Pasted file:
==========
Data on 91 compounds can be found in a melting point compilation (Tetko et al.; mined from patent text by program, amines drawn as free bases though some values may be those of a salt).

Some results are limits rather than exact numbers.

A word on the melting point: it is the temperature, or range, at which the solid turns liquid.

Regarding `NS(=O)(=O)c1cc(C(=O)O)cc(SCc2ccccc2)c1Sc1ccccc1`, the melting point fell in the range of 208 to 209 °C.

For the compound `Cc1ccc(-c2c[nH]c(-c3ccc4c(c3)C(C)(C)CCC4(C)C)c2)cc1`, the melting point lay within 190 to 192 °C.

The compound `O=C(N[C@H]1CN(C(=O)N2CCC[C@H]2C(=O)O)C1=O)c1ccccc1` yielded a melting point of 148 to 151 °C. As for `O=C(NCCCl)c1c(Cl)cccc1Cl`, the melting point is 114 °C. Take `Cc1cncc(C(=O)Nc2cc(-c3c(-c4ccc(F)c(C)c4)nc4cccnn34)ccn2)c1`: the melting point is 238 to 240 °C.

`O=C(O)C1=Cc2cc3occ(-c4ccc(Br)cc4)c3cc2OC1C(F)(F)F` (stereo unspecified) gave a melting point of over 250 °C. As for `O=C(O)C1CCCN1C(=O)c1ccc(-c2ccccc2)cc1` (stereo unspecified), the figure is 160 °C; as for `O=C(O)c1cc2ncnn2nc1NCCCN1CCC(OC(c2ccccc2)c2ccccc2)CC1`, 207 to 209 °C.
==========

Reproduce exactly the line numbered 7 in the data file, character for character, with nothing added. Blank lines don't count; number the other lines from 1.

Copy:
`O=C(O)C1=Cc2cc3occ(-c4ccc(Br)cc4)c3cc2OC1C(F)(F)F` (stereo unspecified) gave a melting point of over 250 °C. As for `O=C(O)C1CCCN1C(=O)c1ccc(-c2ccccc2)cc1` (stereo unspecified), the figure is 160 °C; as for `O=C(O)c1cc2ncnn2nc1NCCCN1CCC(OC(c2ccccc2)c2ccccc2)CC1`, 207 to 209 °C.